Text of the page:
Just today my cousin Unni from Norway posted this photo, one of several picnic pics. These are wild strawberries, about the size of marbles. The jordbaer pictured here only understand Norwegian. Though I never had the patience to gather a mess of them in a container, friend and neighbor Willis and I picked them in the ditches in our neighborhood east of Amery, WI. Eating each one was like taking a bite of strawberry sugar. Intense, natural.
Today for the first time this season I stopped at our local farm market downtown Wisconsin Rapids by City Hall. What a sight, and what tremendous amounts of produce available. Tomatoes galore, beautiful red beauties along with so many other garden vegetables. The Amish sold bread, pickles, and jam along with their produce, plus fresh eggs, in the same location as last summer. The Hmong stands sold a variety of noodles, egg rolls, rice, and other specialties. Photos to come in August.
During the years of the First World War the mansion became a medical hospital, and it became important when the worldwide flu epidemic struck. The years of the Blalock Asylum were over in 1915.
In late 1918 Turid and her mother Solveig knocked on the door at the Blalock and nursing staff welcomed them, but when asked questions neither could answer because they spoke Norwegian only. From the looks of Turid, though, she showed symptoms of the flu that ravished the US and the world at that time. The staff brought them in and gave them an area on the first floor, Turid being too weak to climb the stairs. Her mother slept nearby. Despite the nurturing and comforting care Solveig provided, Turid took a turn for the worse and died a week into January of the new year, 1919.
Solveig continued to work at the Blalock as a volunteer, slowly learning English and living at the mansion. No one knows what Solveig did with the body, the employees discovering one morning that Turid had disappeared. The best guess was that her mother took her into the massive basement and buried her body in the dirt floor somewhere.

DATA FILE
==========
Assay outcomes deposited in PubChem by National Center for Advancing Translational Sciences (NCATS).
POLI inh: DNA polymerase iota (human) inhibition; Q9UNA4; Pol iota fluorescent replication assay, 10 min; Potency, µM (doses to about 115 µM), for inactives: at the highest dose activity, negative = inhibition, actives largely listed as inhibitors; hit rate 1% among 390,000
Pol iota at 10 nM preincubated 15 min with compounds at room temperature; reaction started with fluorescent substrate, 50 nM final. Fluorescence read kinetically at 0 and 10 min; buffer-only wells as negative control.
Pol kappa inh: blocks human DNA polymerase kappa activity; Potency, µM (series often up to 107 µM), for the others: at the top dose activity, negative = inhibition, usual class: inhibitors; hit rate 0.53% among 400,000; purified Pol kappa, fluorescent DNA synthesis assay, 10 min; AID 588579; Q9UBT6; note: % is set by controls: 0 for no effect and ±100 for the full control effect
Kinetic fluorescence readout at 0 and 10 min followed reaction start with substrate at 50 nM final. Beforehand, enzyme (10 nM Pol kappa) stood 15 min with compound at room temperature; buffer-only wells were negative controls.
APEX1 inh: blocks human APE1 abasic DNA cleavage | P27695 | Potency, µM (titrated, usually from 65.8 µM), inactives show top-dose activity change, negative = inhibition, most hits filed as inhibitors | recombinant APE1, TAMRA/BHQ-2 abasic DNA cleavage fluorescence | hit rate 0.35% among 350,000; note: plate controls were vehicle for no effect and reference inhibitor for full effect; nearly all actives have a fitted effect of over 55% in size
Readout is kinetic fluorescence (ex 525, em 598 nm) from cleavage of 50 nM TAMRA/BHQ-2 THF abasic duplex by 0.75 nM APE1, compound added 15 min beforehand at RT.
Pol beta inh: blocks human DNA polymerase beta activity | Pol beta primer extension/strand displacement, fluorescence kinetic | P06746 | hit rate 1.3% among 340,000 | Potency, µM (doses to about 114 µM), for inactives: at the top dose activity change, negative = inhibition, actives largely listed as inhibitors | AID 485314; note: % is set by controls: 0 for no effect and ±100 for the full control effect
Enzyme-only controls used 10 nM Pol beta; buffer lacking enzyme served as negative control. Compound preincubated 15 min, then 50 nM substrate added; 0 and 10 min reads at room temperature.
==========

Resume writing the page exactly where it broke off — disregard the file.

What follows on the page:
Here’s the strange part. Solveig stayed with the medical building for nearly 5 years, and every month at the date of Turid’s death, for a time the above scene would be seen. They’d speak to each other in Norwegian but wouldn’t touch, and soon Solveig would be alone again for another month.
Western Norway. Original Larson farm left of center, near the red building. The area on a fjord is between Bergen and Stavanger, near Olen. The farm setting looks like a gentle slope, but when a person is on it the angle is significant. The area is called Aarak, and if you’ll notice that is part of his name, his signature, at the bottom of the letter– Lars Peder Aarak.
Aarak the 4 of November 1895
My son Ole !
We have had your welcome letter of 16 September, where by we greet you with our loving thanks.
We saw to our joy that you had your health and that you lived well and had got in the corn, Wheat and Oats.
Our health are by the same as before. we have harvested this year, but it was difficult this autumn because of the ongoing rain that made our potatoes bad.
Here has already fallen shoe snow, but it seems to go off again
The crops were medium this year, except for the potatoes and some of the hay less saved.
We appreciate you for your persistent writing , that is of great joy to us.
You father has the pocket watch he got from you, it works still good, it is his comrade when he is out to sell sheep in the summer, he is so fond of it, since he got it from you.